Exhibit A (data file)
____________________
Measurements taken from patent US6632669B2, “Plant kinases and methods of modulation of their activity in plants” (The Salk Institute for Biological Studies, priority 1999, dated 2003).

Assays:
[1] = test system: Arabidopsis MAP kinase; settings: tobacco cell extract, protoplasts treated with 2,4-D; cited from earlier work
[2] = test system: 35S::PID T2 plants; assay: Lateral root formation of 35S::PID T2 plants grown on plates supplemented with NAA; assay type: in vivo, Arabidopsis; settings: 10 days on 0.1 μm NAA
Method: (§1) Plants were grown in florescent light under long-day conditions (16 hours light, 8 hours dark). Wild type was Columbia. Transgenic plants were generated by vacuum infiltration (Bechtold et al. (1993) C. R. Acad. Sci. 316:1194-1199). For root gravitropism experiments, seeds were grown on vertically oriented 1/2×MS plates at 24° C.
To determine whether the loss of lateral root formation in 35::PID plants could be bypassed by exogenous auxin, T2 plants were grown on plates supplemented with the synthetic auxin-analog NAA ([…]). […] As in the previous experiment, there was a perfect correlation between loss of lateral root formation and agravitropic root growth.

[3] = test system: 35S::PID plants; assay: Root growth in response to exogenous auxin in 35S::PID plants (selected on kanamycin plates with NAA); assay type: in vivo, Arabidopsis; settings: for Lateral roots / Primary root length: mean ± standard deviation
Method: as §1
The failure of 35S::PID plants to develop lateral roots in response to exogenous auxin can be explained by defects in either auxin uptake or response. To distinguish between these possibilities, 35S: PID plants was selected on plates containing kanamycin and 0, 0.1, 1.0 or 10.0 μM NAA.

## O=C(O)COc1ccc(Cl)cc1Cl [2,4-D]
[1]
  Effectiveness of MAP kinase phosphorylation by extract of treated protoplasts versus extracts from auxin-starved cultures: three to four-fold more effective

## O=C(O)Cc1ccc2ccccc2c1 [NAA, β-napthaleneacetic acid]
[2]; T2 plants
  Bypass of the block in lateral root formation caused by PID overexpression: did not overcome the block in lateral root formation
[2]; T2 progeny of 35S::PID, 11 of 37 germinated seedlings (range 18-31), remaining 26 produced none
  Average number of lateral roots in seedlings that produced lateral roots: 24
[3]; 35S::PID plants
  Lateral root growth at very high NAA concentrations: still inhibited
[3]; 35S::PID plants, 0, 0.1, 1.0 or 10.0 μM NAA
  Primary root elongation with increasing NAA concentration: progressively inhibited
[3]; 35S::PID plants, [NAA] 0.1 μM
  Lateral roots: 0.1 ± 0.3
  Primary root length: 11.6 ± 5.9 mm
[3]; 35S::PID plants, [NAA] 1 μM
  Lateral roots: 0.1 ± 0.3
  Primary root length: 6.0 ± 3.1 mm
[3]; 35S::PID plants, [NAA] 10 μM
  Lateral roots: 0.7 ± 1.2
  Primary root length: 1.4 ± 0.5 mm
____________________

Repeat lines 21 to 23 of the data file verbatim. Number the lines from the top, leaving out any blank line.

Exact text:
  Primary root elongation with increasing NAA concentration: progressively inhibited
[3]; 35S::PID plants, [NAA] 0.1 μM
  Lateral roots: 0.1 ± 0.3